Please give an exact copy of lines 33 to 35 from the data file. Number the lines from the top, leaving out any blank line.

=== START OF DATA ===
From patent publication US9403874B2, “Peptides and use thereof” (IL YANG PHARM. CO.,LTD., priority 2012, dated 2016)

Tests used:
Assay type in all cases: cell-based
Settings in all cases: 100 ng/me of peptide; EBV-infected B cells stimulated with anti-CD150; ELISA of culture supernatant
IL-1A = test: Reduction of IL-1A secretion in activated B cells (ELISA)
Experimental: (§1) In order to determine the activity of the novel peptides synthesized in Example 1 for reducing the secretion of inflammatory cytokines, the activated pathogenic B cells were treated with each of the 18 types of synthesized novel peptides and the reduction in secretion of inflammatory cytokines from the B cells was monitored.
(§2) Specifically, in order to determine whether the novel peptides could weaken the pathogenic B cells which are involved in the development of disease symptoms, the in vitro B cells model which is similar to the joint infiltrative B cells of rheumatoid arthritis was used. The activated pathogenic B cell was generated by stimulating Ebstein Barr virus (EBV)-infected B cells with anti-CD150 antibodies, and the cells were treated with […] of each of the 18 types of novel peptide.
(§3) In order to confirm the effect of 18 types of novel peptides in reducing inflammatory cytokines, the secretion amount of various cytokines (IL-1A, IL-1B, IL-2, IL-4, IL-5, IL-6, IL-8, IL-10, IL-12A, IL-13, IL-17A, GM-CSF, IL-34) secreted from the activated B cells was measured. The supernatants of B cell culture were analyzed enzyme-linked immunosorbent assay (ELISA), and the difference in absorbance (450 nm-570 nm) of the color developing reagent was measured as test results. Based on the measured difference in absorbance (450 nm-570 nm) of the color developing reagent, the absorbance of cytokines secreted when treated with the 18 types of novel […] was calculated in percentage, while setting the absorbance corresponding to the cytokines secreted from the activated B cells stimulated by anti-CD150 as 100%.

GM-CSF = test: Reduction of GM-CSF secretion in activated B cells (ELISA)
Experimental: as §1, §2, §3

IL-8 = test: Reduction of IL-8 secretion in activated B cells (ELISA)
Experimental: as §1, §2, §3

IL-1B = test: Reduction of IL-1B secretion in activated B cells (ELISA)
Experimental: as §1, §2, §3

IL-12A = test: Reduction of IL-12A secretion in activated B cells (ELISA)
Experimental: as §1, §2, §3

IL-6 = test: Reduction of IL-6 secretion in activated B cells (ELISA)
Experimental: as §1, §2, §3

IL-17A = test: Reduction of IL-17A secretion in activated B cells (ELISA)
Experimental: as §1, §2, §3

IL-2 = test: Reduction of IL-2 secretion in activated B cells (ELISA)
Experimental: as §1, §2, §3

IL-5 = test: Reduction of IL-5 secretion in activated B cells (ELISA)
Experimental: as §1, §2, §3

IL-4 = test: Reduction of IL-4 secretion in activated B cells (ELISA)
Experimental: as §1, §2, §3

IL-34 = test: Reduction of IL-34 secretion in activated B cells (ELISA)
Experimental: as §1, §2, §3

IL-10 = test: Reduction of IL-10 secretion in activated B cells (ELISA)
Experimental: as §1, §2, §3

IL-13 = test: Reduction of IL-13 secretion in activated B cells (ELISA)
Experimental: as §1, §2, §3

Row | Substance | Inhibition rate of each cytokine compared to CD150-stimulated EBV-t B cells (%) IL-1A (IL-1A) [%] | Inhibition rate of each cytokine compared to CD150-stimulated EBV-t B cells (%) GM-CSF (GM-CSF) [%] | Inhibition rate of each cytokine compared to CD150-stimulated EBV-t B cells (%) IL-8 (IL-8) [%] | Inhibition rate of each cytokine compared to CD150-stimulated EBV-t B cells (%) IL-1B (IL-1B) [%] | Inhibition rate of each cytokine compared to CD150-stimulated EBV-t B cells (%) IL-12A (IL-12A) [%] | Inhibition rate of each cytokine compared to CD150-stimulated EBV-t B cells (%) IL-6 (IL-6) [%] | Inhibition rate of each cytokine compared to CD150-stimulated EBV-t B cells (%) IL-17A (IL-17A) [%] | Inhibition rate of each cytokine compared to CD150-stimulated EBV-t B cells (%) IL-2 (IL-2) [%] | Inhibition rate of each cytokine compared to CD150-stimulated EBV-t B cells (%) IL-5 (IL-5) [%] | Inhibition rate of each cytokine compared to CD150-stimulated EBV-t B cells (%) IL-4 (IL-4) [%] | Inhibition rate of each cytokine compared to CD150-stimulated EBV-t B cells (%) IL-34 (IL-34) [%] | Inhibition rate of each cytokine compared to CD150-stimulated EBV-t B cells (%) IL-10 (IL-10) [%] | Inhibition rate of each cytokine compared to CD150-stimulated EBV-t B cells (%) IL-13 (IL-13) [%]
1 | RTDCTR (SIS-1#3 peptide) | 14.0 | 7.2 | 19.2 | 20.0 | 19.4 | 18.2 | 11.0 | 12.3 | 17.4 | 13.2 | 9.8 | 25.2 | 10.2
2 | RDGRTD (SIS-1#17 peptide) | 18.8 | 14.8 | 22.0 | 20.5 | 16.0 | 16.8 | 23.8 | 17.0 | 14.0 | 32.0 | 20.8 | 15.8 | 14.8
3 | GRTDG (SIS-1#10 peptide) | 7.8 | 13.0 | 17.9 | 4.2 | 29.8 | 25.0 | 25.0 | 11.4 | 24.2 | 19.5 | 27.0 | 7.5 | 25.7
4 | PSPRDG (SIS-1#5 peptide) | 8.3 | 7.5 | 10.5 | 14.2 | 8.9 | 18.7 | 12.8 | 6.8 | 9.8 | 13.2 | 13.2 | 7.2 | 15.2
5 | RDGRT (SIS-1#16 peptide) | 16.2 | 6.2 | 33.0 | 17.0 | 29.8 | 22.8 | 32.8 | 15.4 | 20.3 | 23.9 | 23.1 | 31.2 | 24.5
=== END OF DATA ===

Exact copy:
Row | Substance | Inhibition rate of each cytokine compared to CD150-stimulated EBV-t B cells (%) IL-1A (IL-1A) [%] | Inhibition rate of each cytokine compared to CD150-stimulated EBV-t B cells (%) GM-CSF (GM-CSF) [%] | Inhibition rate of each cytokine compared to CD150-stimulated EBV-t B cells (%) IL-8 (IL-8) [%] | Inhibition rate of each cytokine compared to CD150-stimulated EBV-t B cells (%) IL-1B (IL-1B) [%] | Inhibition rate of each cytokine compared to CD150-stimulated EBV-t B cells (%) IL-12A (IL-12A) [%] | Inhibition rate of each cytokine compared to CD150-stimulated EBV-t B cells (%) IL-6 (IL-6) [%] | Inhibition rate of each cytokine compared to CD150-stimulated EBV-t B cells (%) IL-17A (IL-17A) [%] | Inhibition rate of each cytokine compared to CD150-stimulated EBV-t B cells (%) IL-2 (IL-2) [%] | Inhibition rate of each cytokine compared to CD150-stimulated EBV-t B cells (%) IL-5 (IL-5) [%] | Inhibition rate of each cytokine compared to CD150-stimulated EBV-t B cells (%) IL-4 (IL-4) [%] | Inhibition rate of each cytokine compared to CD150-stimulated EBV-t B cells (%) IL-34 (IL-34) [%] | Inhibition rate of each cytokine compared to CD150-stimulated EBV-t B cells (%) IL-10 (IL-10) [%] | Inhibition rate of each cytokine compared to CD150-stimulated EBV-t B cells (%) IL-13 (IL-13) [%]
1 | RTDCTR (SIS-1#3 peptide) | 14.0 | 7.2 | 19.2 | 20.0 | 19.4 | 18.2 | 11.0 | 12.3 | 17.4 | 13.2 | 9.8 | 25.2 | 10.2
2 | RDGRTD (SIS-1#17 peptide) | 18.8 | 14.8 | 22.0 | 20.5 | 16.0 | 16.8 | 23.8 | 17.0 | 14.0 | 32.0 | 20.8 | 15.8 | 14.8